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What Is Radiation?

Where does it come from? How can it hurt you? How can we avoid it? Quick and Dirty Tips' newest expert, Everyday Einstein, answers these and many other questions about radiation.

By
Lee Falin, PhD
6-minute read
Episode #1

What is Radiation?

Radiation.

The word itself sounds ominous. It conjures up images of toxic waste fields and superheroes with strange powers. Most of the time it isn’t something that we think about unless we have to.

The 2011 Tohoku earthquake and tsunami led to the meltdown of one of the Fukushima nuclear reactors in Japan. The meltdown caused widespread concern about possible radiation poisoning. But what exactly is radiation and how can it poison you?

What Is Radiation?

Technically, any energy that moves through something is called radiation. Light from the sun traveling through space, radio waves from your local station traveling through the air, and heat traveling from a hot iron to your hand are all forms of radiation.

It’s handy to sort the different forms of radiation based on how much energy each one contains. If you were to take all of the different kinds of radiation in the universe and arrange them from lowest energy to highest energy, you would have what scientists call The Electromagnetic Spectrum or EM Spectrum, for short.

Radiation on the lower end of the EM spectrum, things like radio waves, heat, and visible light, are sometimes lumped together in a group called “non-ionizing radiation.” The nastier sounding types like ultraviolet rays, X-rays, and gamma rays on the high end of the EM spectrum are collectively called “ionizing radiation.”

At this point you might be thinking, “Great. This radiation stuff is everywhere. It’s only a matter of time before it gets me!” Fortunately...

...it’s only the ionizing kind of radiation that leads to radiation poisoning, and only in very large doses. This is the kind of radiation that the media is usually talking about when they mention things like “radiation leak” and “irradiated super-hero.”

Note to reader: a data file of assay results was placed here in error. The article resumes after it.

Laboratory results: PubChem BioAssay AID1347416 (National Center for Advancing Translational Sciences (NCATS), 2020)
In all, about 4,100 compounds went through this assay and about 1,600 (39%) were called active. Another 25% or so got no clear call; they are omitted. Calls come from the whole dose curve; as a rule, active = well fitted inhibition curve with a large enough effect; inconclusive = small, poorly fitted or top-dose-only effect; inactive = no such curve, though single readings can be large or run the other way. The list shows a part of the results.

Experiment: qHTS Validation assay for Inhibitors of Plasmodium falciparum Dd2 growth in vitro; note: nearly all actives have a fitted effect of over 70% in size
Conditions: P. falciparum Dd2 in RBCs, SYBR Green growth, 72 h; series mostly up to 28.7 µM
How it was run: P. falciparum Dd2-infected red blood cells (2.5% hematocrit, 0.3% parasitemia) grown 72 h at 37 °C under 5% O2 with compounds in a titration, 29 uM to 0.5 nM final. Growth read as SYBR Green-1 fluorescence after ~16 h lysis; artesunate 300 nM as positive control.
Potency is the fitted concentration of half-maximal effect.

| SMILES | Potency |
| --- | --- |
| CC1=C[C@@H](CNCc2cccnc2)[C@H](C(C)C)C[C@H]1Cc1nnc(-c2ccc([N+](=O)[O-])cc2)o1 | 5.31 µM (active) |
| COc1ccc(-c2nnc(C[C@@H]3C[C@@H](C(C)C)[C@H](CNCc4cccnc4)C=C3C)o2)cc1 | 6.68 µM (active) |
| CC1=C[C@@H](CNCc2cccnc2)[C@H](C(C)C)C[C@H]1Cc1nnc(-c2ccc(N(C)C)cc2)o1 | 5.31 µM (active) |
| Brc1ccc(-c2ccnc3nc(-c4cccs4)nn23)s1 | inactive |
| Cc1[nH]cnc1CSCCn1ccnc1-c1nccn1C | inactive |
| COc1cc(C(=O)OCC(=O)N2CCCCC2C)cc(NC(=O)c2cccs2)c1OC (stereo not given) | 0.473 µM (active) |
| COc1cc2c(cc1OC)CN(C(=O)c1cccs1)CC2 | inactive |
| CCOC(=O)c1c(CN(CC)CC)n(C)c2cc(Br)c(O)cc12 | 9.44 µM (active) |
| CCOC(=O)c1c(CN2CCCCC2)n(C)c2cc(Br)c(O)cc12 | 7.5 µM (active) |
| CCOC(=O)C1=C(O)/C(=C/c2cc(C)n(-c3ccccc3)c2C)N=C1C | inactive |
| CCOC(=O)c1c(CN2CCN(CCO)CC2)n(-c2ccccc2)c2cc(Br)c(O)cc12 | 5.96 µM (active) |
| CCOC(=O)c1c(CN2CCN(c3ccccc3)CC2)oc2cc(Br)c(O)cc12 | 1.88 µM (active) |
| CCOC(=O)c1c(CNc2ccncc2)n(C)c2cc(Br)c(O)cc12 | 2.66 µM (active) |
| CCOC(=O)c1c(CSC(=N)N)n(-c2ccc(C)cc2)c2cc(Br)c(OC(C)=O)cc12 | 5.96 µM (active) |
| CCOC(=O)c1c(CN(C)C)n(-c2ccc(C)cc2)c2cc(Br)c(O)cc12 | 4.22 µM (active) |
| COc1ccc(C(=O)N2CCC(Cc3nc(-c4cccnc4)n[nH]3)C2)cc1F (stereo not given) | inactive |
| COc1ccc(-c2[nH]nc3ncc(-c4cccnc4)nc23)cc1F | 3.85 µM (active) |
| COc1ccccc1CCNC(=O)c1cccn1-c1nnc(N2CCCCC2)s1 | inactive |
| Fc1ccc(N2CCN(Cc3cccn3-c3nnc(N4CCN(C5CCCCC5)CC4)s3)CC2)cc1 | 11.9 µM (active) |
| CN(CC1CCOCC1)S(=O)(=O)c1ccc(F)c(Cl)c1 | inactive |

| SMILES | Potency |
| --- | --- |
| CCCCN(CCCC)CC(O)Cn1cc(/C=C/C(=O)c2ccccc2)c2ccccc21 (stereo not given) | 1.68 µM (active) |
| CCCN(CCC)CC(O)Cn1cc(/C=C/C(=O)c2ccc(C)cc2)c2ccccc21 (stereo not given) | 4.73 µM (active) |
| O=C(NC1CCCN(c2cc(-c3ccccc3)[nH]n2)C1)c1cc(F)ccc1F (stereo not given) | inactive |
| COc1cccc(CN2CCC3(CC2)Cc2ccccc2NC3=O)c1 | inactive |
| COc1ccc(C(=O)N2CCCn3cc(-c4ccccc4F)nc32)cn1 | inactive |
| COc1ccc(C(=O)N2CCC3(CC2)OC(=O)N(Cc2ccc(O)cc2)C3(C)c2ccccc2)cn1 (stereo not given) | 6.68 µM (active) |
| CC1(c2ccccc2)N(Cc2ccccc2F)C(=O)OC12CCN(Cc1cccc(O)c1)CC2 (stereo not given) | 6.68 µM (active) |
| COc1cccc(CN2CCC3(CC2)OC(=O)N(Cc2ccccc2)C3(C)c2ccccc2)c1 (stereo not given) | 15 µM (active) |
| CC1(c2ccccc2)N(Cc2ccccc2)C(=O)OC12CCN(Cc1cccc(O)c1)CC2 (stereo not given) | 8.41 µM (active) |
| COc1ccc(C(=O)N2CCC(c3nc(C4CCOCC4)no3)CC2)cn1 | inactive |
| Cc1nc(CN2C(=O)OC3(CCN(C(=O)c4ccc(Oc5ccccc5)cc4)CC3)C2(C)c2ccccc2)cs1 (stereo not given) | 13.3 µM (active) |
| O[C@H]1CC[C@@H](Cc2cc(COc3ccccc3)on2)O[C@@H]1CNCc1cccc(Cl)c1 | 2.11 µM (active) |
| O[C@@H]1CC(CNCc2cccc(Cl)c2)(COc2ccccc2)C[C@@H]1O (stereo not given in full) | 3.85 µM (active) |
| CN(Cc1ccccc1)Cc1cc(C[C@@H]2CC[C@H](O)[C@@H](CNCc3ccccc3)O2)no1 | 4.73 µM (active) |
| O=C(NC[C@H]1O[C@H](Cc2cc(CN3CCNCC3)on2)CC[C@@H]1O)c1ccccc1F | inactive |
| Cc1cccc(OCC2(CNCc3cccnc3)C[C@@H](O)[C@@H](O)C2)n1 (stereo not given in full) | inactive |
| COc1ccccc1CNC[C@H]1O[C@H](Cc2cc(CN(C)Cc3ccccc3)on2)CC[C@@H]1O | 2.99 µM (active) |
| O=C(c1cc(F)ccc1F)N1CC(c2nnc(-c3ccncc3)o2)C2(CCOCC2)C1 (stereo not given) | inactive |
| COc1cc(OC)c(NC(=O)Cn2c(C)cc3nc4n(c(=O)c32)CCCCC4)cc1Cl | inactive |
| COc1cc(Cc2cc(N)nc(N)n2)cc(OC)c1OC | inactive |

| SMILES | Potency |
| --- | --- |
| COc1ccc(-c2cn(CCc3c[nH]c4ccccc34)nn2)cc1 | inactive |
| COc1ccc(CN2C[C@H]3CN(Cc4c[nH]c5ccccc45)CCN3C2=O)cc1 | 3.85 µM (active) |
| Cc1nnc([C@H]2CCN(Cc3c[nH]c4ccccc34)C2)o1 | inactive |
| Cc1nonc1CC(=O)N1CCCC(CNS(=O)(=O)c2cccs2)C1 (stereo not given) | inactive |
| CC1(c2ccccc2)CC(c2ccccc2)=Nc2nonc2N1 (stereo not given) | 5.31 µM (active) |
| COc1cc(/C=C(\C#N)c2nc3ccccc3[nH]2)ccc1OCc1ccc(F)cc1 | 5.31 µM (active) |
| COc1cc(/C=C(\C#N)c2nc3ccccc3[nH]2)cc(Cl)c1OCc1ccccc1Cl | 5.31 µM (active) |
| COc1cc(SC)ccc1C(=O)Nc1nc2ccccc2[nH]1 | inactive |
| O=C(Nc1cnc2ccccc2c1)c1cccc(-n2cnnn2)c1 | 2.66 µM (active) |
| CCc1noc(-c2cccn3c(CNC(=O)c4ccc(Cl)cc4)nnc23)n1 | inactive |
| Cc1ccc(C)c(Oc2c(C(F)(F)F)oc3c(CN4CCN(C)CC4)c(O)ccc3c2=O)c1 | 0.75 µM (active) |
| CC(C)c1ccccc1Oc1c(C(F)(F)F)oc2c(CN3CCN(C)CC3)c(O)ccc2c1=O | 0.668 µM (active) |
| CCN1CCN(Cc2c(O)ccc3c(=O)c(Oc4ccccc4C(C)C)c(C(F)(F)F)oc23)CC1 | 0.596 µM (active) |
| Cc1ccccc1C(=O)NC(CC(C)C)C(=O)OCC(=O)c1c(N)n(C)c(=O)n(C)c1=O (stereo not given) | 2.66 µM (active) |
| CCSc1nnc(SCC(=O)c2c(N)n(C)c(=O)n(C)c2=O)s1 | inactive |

What Is Radioactive Decay?

Sometimes an atom will have too many or too few neutrons in its nucleus, making it unstable, or radioactive. Just like a middle-aged man stepping on the scale for the first time since high-school, these atoms have a strong desire to shed some of their particles in order to reach a stable form. This shedding of particles is called radioactive decay.

Depending on the exact type of atom, atoms going through radioactive decay will emit or kick out alpha particles (a couple of protons stuck to a couple of neutrons) or beta particles (stray electrons) in an effort to become more stable. They can also emit high-energy gamma rays in the process. Radioactive isotopes will often go through an entire series of these changes in order to reach a stable form. Some of these changes can take years, others just a fraction of a second.

How Does Radiation Affect Living Creatures?

Ionizing radiation has enough energy to break chemical bonds and knock electrons out of atoms, changing their net charge. Atoms with missing or extra electrons are called ions, which is why this kind of radiation is called ionizing radiation.

Atoms prefer to have a net charge of 0, so charged ions can get a bit cranky. So cranky in fact, that we sometimes call them free radicals. These revolutionist atoms are much more likely to react with other atoms than their uncharged cousins. Since your body chemistry relies on a finely tuned set of chemical reactions to keep things in balance, having these radical ions around can cause quite a bit of damage inside your cells.

If the damage is too severe, the cells will die. If too many cells are destroyed or damaged at once, such as from a high dose of radiation in a short time period, entire organs can start to fail, eventually leading to death. This is called acute radiation syndrome or radiation poisoning.

If the damage isn’t too severe or widespread, your cells typically have ways of repairing themselves. Unfortunately, sometimes these repairs go wrong, which can still lead to cancer in the long term

How Much Radiation Is Too Much?

So now that you’re cowering in your closet so as to avoid your microwave, you might be wondering just how much is “too much.” This is where things get a bit fuzzy. For one thing, it’s not the amount of radiation you’re exposed to that is the real problem; it’s the amount and kind of radiation that is absorbed over a certain length of time.

Alpha particles coming from outside your body are too large and slow to penetrate your skin. Similarly, beta particles can be blocked by a few layers of clothing. In contrast, gamma rays can penetrate your body without any trouble, causing more damage. On the other hand, if you were to eat or breathe something that emits alpha or beta particles, the soft tissue inside your body would be affected by that radiation.